The above sheds light on the usually opaque process of turning raw data into themes. These aggregate themes eventuallybecame the backbone for thediscussion and findings section. The abductive thematic analysis (as described above)progressed from coding to emergent themes, which were, in turn, used as a vehicle to re-engage with the literature in the discussion section.




The study took place in Phnom Penh and the Siem Reap region in Cambodia.

During the years from 2002 and 2010, the Cambodian government received net aid of 94.3% of the nation’s budget,which made Cambodia hugely dependent on aid(Ear, 2013). To make matters even worse, Cambodia is also one of the world’s most corrupt countries, ranking 160 out of 177 on transparency or perceived corruption (, 2016). A 2013 study found that corruption and its normalization cost the state approximately $300 to $500 million every year, with the poor paying the heaviest price as the inequality gap widens further every year (Ear, 2013).

It is in this environment that the study took place as the first author set to work at a Phnom Penh children refuge ran by a public order of missionaries. As illustrated in Table 3, the agents/actors identified in the study were the project, the volunteers, the government, local NGOs, the sending organizations, local businesses and the local workforce. Each of these stakeholders exercise their own agency while trying to address the issues they are facing and meet their needs. In this process, these agents interact in the context of the volunteer tourism ecosystem, and that creates some unexpected outcomes.  While the study uncovered several interactions (Table 3), the primary ones, in volunteer tourism terms, includevolunteering, hosting, and making use of the volunteer tourists and brokering volunteering opportunities. Some secondary interactions are part of running the project like caring for the children, cooking, cleaning and maintenance but also fundraising. These are interactions that volunteer tourists can get engaged in when they do their volunteering. Tertiary interactions are surrounding providing services for volunteer tourists when they do their volunteering as well as caring for the children. This all takes place within regulatory and enforcement interactions conducted by local authorities as well as by various parties in the countries the volunteers' origin. Each of these interactions is subject to competing institutional logics,andthat affects the volunteer tourism at an institutional level.In the discussion below thispaper will examine the interactions that arise from volunteering, hosting and brokering, will look at volunteer tourism and the presence of volunteers as a signal of economic opportunity, before discussing the ambiguity of interpretation that leads to the creation of new opportunities and situations staged to cater toa narrative of ‘need’.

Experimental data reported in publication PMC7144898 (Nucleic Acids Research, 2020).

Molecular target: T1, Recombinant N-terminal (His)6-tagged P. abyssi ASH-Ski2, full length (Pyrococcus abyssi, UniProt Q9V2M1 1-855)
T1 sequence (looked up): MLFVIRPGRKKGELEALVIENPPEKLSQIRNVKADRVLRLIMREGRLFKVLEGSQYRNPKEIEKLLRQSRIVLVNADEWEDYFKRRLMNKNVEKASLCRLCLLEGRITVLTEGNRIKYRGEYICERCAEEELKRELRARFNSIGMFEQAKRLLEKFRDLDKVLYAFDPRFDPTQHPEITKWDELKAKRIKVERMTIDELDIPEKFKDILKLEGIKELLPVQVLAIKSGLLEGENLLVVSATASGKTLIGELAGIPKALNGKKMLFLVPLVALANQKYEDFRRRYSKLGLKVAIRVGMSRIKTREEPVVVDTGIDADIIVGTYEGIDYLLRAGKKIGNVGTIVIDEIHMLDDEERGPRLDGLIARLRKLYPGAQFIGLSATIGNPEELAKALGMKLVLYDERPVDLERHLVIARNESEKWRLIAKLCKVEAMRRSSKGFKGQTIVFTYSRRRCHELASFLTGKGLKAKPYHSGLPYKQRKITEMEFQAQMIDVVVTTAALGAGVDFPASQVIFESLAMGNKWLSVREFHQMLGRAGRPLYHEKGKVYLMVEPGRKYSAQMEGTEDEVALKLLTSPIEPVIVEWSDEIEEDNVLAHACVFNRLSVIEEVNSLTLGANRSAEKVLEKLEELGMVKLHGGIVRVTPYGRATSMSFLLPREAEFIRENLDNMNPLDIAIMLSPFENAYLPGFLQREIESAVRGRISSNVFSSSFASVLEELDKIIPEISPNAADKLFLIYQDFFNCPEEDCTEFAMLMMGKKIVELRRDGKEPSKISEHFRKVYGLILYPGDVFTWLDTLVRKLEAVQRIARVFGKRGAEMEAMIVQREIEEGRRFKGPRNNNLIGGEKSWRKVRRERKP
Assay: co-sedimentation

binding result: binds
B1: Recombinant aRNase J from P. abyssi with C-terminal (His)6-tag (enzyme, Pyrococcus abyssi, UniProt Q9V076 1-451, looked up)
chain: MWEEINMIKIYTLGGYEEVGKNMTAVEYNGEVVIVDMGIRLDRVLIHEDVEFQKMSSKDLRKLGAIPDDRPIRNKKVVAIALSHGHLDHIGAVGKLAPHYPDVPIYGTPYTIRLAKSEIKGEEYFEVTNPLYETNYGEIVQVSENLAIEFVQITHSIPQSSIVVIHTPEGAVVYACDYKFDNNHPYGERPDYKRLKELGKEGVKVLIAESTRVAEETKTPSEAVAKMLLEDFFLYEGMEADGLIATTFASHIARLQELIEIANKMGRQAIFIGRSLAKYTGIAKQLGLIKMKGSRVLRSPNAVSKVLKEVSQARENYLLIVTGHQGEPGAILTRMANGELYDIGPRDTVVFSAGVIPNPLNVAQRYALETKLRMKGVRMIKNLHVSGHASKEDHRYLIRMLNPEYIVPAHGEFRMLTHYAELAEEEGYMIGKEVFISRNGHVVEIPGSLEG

Becoming a volunteer tourist encompasses a combination of fun and mission, depending on the volunteers’ wants. The fun element as motivation came through in the discussions with the volunteers about destination and project choice. The volunteer tourism literature concedes that it is almost impossible to separate volunteer tourism from its tourism/fun element (Tomazos& Butler, 2010, 2102; Easton & Wise, 2015; Steele, Dredge & Scherrer, 2017).